Poster F51, Tuesday, March 27, 8:00-10:00 am, Exhibit Hall C
Relational versus Plural Concepts: The Role of the Left Angular Gyrus
Adina Williams1, Liina Pylkkänen1,2; 1New York University, New York, 2New York University, Abu Dhabi
The left Angular Gyrus (lAG) has been found to play a role in relational processing, showing more activation for words that label relational concepts (such as ‘mother,’ which names a relation between a female parent and her child) than nonrelational concepts (e.g., lady) (Williams et al. 2017, Thompson 2007). Another strand of research (Domahs et al. 2014, Boiteau et al. 2014) finds that plural concepts (e.g., ladies) drive lAG activity more than singularities (e.g., lady). Is there a single function for the lAG that can unify both sets of findings? If relational concepts activate possible objects that stand in the relation, then they should activate pluralities of objects, suggesting that relationality effects could be explained as plurality effects. We tested this by presenting singular and plural relational (e.g., sister/sisters) and non-relational (lady/ladies) nouns in isolation. Distributed MEG source activity localized in the left inferior parietal cortex was analyzed using cluster-based permutation tests. A 2 (relational/non-relational) x 2 (bare/plural-marked) ANOVA isolated a main effect of relationality (sister/sisters > lady/ladies) in a spatiotemporal cluster (in BA 39, 40) from 190-320ms after target noun onset. No effects of plural marking nor an interaction were discovered. These results rule out the hypothesis that the relationality effects isolated in previous studies can be explained as effects of plurality. Boiteau et al. (2014). Brain & Language. Domahs et al. (2014). J Cognitive Neuroscience. Thompson et al. (2007). J Cognitive Neuroscience. Williams et al. (2017). Neuropsychologia.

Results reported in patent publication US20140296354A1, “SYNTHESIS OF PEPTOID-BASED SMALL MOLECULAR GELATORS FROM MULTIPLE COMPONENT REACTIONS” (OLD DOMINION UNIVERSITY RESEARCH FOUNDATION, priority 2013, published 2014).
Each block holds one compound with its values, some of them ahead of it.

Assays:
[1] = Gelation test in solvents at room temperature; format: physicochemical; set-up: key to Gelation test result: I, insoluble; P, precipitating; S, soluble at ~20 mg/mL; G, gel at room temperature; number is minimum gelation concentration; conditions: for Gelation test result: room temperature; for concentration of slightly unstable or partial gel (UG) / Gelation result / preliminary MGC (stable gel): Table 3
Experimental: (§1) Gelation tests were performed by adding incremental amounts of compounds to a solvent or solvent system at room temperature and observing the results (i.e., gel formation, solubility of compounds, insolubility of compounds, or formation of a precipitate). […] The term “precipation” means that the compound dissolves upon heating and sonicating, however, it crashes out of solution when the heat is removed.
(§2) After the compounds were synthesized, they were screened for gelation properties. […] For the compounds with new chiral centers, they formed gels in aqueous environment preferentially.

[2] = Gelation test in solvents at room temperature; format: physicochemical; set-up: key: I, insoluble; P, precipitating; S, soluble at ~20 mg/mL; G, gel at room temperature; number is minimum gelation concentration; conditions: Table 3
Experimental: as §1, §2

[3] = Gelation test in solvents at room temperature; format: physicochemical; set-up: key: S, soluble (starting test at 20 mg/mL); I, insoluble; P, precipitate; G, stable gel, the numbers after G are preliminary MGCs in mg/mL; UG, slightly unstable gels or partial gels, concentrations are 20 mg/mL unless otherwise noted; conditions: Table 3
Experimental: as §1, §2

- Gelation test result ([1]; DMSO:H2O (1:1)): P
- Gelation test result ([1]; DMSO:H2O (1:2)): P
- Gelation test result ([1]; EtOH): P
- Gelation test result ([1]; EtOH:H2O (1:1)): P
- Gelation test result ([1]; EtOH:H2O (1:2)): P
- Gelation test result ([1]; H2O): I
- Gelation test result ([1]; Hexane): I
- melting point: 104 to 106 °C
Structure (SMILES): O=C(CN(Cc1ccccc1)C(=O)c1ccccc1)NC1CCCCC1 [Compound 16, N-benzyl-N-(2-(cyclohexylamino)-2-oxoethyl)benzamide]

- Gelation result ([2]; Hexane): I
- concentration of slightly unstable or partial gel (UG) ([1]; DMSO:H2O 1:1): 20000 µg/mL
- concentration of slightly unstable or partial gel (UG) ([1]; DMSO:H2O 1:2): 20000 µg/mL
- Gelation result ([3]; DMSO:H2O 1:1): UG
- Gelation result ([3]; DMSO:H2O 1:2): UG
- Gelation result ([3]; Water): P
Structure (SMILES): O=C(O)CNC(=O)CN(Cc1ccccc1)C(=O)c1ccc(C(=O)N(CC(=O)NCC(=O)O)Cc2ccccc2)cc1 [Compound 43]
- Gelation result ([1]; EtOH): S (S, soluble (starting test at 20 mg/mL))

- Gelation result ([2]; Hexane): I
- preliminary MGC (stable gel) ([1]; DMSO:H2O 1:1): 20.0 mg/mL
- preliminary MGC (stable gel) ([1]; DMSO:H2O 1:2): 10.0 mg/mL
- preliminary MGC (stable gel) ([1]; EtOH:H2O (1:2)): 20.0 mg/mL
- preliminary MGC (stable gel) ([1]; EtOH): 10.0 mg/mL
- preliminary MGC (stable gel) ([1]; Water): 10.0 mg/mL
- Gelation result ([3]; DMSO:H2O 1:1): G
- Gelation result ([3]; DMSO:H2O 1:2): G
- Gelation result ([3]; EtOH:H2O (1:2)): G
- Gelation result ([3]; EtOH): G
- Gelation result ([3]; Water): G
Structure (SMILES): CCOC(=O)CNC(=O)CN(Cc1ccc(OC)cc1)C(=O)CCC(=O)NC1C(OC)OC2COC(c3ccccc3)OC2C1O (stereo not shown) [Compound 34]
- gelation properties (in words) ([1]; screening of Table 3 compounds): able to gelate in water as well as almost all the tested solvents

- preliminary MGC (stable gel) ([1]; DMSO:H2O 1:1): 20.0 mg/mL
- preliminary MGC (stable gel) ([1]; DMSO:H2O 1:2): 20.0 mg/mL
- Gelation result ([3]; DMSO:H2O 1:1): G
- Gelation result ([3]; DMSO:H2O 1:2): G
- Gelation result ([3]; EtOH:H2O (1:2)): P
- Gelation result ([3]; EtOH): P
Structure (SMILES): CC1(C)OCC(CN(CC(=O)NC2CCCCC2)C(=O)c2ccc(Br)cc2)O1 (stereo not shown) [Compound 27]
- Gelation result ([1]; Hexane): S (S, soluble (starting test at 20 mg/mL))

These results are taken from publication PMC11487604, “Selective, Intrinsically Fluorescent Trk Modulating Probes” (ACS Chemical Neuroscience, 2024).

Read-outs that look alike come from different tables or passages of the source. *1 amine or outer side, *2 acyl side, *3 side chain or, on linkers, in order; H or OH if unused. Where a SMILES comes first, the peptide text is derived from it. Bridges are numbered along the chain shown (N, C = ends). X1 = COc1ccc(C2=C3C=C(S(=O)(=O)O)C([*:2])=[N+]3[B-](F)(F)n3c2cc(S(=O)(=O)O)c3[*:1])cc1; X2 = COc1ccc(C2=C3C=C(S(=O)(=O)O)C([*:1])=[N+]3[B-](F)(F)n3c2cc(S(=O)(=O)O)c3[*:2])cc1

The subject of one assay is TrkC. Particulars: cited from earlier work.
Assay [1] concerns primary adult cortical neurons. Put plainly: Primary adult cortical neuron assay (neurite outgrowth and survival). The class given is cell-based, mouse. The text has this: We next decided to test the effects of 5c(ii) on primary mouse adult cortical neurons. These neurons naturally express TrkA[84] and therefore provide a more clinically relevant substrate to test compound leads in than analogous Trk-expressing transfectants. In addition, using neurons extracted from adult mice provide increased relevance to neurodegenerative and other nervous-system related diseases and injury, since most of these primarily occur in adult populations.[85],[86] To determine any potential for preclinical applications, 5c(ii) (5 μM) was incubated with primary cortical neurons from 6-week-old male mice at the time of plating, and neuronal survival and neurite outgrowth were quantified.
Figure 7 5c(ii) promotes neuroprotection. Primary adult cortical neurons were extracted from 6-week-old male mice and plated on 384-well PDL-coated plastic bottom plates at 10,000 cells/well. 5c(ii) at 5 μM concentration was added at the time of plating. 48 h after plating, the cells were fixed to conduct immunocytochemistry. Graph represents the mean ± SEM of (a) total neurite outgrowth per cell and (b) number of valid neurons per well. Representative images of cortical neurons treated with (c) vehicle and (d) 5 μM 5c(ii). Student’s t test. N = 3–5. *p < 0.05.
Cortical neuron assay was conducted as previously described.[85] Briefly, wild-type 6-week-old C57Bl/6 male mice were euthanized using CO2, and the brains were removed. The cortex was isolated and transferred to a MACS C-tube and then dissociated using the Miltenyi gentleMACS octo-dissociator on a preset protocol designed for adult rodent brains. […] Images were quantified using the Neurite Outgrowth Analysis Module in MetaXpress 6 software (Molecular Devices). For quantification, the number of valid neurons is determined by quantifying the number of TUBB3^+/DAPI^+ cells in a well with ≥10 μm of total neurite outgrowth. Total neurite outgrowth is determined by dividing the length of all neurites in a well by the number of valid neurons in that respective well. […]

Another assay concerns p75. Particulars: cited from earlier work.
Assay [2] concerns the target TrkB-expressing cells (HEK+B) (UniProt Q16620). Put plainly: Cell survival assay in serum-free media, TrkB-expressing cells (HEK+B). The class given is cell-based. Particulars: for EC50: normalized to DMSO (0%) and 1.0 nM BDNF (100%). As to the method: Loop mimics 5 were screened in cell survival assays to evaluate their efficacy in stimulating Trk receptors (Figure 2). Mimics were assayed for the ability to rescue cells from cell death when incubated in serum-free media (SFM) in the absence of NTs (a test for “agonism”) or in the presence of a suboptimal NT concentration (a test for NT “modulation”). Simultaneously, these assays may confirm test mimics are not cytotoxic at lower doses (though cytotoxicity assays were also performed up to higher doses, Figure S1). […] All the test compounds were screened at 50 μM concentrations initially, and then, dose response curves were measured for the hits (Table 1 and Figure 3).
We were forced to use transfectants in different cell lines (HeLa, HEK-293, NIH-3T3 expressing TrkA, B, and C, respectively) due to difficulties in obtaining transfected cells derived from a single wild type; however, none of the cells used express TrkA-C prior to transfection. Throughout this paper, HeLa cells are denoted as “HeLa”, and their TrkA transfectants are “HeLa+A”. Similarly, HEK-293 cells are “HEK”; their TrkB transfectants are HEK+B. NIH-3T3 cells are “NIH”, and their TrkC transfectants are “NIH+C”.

Topic Area: LANGUAGE: Semantic